26 Nominating Candidates

27 Schedule for Campaigns 2-3 years before election, the candidate is deciding to run and traveling around the country making speeches and drumming up support. 2 years before election, the candidate forms a planning committee. 1½ years before the election, the candidate formally announces and begins “running”.

28 1 year before election, primaries begin in New Hampshire and Iowa. 6 months before election, each state has its own convention. 4 months before election, both parties hold national convention. 4 months before election, the “official” campaign season begins. Schedule for Campaigns

29 The election finally arrives on 1 st Tuesday after the 1 st Monday in November. This election actually elects the “electors.” The “electors” cast their votes in December. The “electors” votes are formally counted in late December. The new President takes office in early January. Schedule for Campaigns

30 How Candidates Are Selected Four ways Caucuses (usually a meeting) Nominating Conventions Primary Elections Petitions

31 Caucus Process A precinct caucus meets, delegates are elected to district District meeting elects delegates to state convention State convention elects delegates to national convention How Candidates Are Selected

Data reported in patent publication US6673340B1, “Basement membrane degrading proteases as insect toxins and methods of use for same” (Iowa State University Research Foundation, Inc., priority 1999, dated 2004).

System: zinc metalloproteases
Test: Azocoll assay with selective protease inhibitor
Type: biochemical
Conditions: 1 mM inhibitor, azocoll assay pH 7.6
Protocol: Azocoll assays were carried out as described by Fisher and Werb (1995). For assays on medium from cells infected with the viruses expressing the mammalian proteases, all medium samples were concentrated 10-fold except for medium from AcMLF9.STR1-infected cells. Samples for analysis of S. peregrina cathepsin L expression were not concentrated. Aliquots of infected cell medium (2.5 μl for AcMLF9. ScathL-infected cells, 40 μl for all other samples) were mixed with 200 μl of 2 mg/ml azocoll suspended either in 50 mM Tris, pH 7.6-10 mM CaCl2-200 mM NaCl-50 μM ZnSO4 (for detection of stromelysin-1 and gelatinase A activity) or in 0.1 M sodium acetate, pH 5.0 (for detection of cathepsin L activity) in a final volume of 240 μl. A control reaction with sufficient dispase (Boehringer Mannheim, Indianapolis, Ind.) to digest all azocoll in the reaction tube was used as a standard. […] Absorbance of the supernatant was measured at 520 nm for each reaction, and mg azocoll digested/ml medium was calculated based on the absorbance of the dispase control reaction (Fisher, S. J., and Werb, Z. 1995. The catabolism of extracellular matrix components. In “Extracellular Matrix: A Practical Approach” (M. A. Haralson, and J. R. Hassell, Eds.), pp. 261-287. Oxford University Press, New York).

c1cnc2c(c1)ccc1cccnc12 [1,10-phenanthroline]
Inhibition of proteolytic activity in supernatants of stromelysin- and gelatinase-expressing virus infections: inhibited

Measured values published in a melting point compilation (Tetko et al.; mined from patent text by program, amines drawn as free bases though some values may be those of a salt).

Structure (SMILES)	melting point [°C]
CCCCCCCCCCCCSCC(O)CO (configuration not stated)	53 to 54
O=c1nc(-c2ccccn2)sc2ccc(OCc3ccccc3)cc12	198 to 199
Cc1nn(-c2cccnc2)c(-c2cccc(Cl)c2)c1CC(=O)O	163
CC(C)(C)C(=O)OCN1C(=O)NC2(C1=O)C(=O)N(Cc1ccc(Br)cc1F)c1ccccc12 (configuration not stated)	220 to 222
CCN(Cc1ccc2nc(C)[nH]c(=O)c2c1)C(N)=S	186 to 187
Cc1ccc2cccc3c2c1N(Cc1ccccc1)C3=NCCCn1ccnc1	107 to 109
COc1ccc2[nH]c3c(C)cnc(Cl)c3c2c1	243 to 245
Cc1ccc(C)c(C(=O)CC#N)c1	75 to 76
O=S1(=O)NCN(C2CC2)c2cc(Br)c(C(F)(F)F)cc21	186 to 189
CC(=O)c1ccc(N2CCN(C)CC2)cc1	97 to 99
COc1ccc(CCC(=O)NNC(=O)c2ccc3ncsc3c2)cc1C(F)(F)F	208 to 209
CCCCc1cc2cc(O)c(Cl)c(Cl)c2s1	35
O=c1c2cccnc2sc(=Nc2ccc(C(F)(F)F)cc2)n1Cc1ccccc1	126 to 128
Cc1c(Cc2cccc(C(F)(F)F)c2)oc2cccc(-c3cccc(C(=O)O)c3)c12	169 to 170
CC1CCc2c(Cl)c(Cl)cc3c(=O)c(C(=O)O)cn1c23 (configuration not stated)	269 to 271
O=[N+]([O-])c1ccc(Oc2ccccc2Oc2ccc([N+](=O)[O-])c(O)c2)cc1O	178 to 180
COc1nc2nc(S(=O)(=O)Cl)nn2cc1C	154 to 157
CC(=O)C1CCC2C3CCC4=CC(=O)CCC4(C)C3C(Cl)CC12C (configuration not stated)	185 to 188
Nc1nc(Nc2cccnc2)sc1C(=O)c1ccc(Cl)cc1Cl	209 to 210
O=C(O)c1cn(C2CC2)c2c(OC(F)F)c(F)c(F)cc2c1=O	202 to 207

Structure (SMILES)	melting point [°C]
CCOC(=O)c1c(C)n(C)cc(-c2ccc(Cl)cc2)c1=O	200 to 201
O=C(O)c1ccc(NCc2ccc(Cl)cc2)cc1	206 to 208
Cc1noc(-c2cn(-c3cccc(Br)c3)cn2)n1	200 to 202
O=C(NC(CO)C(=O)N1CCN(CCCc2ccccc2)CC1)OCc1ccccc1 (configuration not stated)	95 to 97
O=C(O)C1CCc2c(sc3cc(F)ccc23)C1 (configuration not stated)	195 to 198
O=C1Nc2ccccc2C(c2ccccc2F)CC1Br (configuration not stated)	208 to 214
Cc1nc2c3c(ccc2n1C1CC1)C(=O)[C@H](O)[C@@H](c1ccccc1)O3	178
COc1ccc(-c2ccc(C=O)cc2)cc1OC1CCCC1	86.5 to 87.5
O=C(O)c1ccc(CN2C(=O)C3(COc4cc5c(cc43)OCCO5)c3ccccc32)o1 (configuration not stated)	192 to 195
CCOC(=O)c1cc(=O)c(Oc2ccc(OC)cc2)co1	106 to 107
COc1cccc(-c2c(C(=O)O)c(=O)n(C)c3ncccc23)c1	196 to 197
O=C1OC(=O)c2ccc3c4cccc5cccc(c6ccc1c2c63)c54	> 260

32 Primary Process Local precinct elects “pledged” delegates to district convention. District convention elects delegates to state convention. State convention elects delegates to national convention. How Candidates Are Selected

33 Primary Elections Direct Primary Election –Closed Primary (only party members) –Open Primary (all voters)

34 The Texas Two-Step Precinct holds primary election to determine votes for candidates. After polls close (7:00 pm) for local primary election, anyone who voted in the primary can attend the precinct caucus to elect delegates to district convention.

35 Primary Elections “Established leaders hate primaries for good reason … Primaries suck up and waste large sums of money from contributors who might better be tapped for the November finals … The charges and counter charges of primary civil war provide the enemy party with ammunition it can later use with blast effect …” Theodore H. White, 1961 Presidential Historian

36 “Beauty Contests” More than half of states with primaries hold “beauty contests” which are preference polls in which voters indicate which candidate they choose. Caucuses later choose the actual candidate.

37 You will see this term on a test and may be asked to explain how it relates to political contests. “Beauty Contests”

38 Problems with Primaries Extend over too long a time Too costly Exhausting for candidates Too many opportunities for candidates to “stumble” Tend to make the image of candidate (personality and appearance) more important than issues

39 Normally, few people vote in primaries If candidates lose early, they “die” politically Small states want to be first, second or third Large states, with later primaries, are left out National conventions are usually “rubber-stamps” Problems with Primaries

40 Please Note: Last year’s race for the nomination from the Democratic Party was very different and not normal for races in the last 50 years.

41 National Conventions Media events Establish Platform Big show for nominating the candidates Select the Vice-Presidential candidate